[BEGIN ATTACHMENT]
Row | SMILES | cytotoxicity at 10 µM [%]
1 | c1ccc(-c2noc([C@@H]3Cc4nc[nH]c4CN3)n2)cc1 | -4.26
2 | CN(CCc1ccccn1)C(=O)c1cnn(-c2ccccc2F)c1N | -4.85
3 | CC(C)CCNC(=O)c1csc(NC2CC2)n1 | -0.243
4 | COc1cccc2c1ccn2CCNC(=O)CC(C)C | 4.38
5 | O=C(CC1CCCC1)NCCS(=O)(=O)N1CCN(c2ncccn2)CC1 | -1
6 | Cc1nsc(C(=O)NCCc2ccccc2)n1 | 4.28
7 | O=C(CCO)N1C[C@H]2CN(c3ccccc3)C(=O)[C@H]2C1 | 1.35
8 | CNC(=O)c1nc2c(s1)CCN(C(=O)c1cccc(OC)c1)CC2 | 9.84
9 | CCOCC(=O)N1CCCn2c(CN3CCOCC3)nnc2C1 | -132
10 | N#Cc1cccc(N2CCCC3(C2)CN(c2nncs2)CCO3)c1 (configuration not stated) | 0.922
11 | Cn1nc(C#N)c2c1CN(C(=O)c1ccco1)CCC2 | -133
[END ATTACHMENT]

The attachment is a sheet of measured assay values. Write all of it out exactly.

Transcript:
Row | SMILES | cytotoxicity at 10 µM [%]
1 | c1ccc(-c2noc([C@@H]3Cc4nc[nH]c4CN3)n2)cc1 | -4.26
2 | CN(CCc1ccccn1)C(=O)c1cnn(-c2ccccc2F)c1N | -4.85
3 | CC(C)CCNC(=O)c1csc(NC2CC2)n1 | -0.243
4 | COc1cccc2c1ccn2CCNC(=O)CC(C)C | 4.38
5 | O=C(CC1CCCC1)NCCS(=O)(=O)N1CCN(c2ncccn2)CC1 | -1
6 | Cc1nsc(C(=O)NCCc2ccccc2)n1 | 4.28
7 | O=C(CCO)N1C[C@H]2CN(c3ccccc3)C(=O)[C@H]2C1 | 1.35
8 | CNC(=O)c1nc2c(s1)CCN(C(=O)c1cccc(OC)c1)CC2 | 9.84
9 | CCOCC(=O)N1CCCn2c(CN3CCOCC3)nnc2C1 | -132
10 | N#Cc1cccc(N2CCCC3(C2)CN(c2nncs2)CCO3)c1 (configuration not stated) | 0.922
11 | Cn1nc(C#N)c2c1CN(C(=O)c1ccco1)CCC2 | -133